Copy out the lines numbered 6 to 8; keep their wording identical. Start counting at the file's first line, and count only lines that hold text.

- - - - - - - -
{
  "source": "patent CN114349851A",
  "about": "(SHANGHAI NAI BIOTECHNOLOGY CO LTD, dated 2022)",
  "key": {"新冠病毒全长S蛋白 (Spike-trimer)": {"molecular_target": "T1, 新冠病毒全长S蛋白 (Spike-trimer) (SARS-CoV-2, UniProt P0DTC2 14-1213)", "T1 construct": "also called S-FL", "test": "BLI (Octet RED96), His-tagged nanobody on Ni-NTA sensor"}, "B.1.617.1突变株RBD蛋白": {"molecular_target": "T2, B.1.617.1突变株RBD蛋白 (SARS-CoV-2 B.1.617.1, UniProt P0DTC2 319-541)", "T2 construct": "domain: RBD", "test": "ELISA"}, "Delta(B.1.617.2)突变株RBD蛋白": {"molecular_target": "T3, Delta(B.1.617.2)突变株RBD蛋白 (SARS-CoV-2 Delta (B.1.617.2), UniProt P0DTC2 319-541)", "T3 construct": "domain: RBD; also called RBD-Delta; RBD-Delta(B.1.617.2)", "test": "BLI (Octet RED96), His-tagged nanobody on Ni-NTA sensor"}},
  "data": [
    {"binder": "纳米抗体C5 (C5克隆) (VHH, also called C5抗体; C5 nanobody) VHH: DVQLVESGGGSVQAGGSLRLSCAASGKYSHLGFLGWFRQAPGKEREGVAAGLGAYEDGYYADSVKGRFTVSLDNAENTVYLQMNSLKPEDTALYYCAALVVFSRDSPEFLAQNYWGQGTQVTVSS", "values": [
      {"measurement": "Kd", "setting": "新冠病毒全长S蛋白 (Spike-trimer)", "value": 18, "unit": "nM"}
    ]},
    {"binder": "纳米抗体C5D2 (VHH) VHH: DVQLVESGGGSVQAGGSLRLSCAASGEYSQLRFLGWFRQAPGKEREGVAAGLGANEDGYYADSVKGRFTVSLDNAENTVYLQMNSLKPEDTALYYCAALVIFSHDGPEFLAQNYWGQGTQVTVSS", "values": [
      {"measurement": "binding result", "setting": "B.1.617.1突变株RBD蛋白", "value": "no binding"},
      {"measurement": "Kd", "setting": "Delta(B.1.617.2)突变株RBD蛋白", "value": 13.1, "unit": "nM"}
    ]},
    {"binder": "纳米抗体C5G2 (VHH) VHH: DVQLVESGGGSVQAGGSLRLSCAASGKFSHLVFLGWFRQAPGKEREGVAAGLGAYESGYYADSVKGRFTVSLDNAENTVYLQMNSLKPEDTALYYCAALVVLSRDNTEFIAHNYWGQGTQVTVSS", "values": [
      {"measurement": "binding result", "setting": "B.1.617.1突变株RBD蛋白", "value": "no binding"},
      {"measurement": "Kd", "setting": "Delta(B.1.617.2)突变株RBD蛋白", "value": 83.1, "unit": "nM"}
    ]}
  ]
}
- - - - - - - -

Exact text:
    {"binder": "纳米抗体C5 (C5克隆) (VHH, also called C5抗体; C5 nanobody) VHH: DVQLVESGGGSVQAGGSLRLSCAASGKYSHLGFLGWFRQAPGKEREGVAAGLGAYEDGYYADSVKGRFTVSLDNAENTVYLQMNSLKPEDTALYYCAALVVFSRDSPEFLAQNYWGQGTQVTVSS", "values": [
      {"measurement": "Kd", "setting": "新冠病毒全长S蛋白 (Spike-trimer)", "value": 18, "unit": "nM"}
    ]},